Avatar: Said when offering someone a cigarette

Big Data: Character in a hip version of Cat on a Hot Tin Roof

Botnet: Device for catching bots

Broadband: Female combo

CDN: Brief farewell when there isn’t time for “Be Seeing You”

Cross-Browser: Angry shopper tired of telling clerks “I’m just looking”

CSS: Female sibling (Similar to BRO)

Del.icio.us: Description of tasty treat eaten in three bites

Dial-Up: Soap on the top tray in the shower

Digital Footprint: Tracks left by people walking on their hands

E-mail bankruptcy: Sending blank messages when nothing says it all

Emoticon: Have just a little bit of e

Extranet: Illegal strategy used by inept goalies

Gamification: Diversionary tactic of wearing short dresses and crossing shapely legs

Hashtag: Label used in delis and restaurants for yesterday’s meat leftovers

Hypertext: Tall Lone State cowboy

i Cloud: Political clarification

j query: Simplified way of asking where Jason is

Kickstarter: Benching ineffective star athlete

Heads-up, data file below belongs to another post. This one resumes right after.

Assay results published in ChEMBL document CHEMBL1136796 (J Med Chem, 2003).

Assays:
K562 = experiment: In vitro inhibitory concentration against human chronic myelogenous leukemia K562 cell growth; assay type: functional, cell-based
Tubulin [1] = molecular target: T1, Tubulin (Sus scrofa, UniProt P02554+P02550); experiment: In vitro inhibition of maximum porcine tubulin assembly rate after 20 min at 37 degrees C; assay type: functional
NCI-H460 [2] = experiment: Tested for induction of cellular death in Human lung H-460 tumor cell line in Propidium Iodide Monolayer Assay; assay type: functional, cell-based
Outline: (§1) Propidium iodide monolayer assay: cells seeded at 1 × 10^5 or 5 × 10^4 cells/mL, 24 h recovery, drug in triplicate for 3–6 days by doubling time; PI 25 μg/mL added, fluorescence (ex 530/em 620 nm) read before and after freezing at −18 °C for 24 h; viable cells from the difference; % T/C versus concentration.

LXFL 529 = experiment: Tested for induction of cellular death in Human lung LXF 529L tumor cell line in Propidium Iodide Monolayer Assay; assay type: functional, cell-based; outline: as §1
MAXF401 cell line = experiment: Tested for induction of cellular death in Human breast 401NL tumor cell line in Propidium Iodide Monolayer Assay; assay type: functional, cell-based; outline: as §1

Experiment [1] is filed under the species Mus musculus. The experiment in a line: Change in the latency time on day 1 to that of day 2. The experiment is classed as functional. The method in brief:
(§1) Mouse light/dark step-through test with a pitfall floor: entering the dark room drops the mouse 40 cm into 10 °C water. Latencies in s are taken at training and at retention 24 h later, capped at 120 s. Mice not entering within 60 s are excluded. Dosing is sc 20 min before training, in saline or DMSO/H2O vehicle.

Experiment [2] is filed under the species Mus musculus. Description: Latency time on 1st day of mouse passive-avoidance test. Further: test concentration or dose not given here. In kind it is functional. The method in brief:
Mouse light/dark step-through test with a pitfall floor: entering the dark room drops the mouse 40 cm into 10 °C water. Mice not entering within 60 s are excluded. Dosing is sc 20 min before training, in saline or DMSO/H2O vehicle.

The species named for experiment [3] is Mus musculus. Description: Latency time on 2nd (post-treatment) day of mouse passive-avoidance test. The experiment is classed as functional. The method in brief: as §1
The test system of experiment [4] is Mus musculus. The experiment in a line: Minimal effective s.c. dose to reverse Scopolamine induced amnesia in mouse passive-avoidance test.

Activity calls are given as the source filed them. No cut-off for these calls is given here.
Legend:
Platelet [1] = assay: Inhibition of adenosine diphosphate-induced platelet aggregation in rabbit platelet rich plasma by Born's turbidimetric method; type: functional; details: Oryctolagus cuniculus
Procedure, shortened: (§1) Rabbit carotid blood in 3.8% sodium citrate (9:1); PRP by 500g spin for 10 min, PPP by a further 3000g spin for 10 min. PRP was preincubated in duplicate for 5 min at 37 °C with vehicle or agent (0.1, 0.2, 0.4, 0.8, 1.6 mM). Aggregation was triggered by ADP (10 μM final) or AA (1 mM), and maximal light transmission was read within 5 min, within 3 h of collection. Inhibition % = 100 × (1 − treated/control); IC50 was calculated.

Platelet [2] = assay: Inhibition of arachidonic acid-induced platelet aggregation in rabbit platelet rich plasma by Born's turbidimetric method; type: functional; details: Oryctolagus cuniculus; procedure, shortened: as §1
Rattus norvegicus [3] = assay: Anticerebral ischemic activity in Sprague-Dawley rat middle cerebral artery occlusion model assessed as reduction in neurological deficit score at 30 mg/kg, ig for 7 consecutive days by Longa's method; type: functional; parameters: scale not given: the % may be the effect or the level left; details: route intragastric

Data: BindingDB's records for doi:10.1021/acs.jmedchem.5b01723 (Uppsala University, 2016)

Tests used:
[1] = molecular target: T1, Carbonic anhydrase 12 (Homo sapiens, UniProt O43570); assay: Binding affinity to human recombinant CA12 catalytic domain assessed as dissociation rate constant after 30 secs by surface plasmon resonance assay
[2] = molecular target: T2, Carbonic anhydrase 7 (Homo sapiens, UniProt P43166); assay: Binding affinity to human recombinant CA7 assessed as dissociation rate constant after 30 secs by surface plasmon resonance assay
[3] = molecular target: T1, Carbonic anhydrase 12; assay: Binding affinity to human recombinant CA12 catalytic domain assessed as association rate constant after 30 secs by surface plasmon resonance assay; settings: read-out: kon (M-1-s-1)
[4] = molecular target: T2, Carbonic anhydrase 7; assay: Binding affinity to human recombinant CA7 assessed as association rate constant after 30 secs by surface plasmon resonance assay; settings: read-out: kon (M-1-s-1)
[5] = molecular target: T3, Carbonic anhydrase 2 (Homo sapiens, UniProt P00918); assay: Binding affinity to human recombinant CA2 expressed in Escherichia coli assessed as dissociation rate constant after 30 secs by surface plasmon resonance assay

Mashup: Sloppy way of playing Mr. Potato Head

Meme: Usual method of tuning up before singing

Meta Search Engine: Report of uneventful date with person holding a loco motive

Netiquette: Proper behavior for the tennis court

Outlier: Unabashed prevaricator

Paradigm: Two of dese, none of does

 

 

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Yours Coolly, Sammy Drake

In 1959 Sarah Vaughan musically convinced listeners that her lover was a “Smooth Operator” whose kisses could make toenails curl, thrilling her to the point where she asked for mercy from Mr. Percy and unashamedly admitted “I like it like that.” While Sarah certainly was entitled to her opinion, I suggest a smoother operator can be found in the person of Sammy Drake during the investigation of the “Cui Bono Matter” by Yours Truly, Johnny Dollar in February 1956. Drake, played by Sam Edwards, talked in a slick, rhyming style that predated the Kookie jive-talking craze by two years. Sammy gave every indication that, in a duel of words, he would have knocked the comb-carrying hipster into the alley nearest 77 Sunset Strip.

Even in 1956 listeners could find name rhymes in Delbert Barker’s “No Good, Robin Hood” which contained a number of warnings to any rivals for his girl’s affections, including “Too bad, Galahad” and “Bad Break, Rattlesnake.” Nearly 20 years later Paul Simon named names among the 50 ways to depart from a loved one, including tips for Gus to hop on a bus, Jack to slip out the back, and Lee to drop off the key.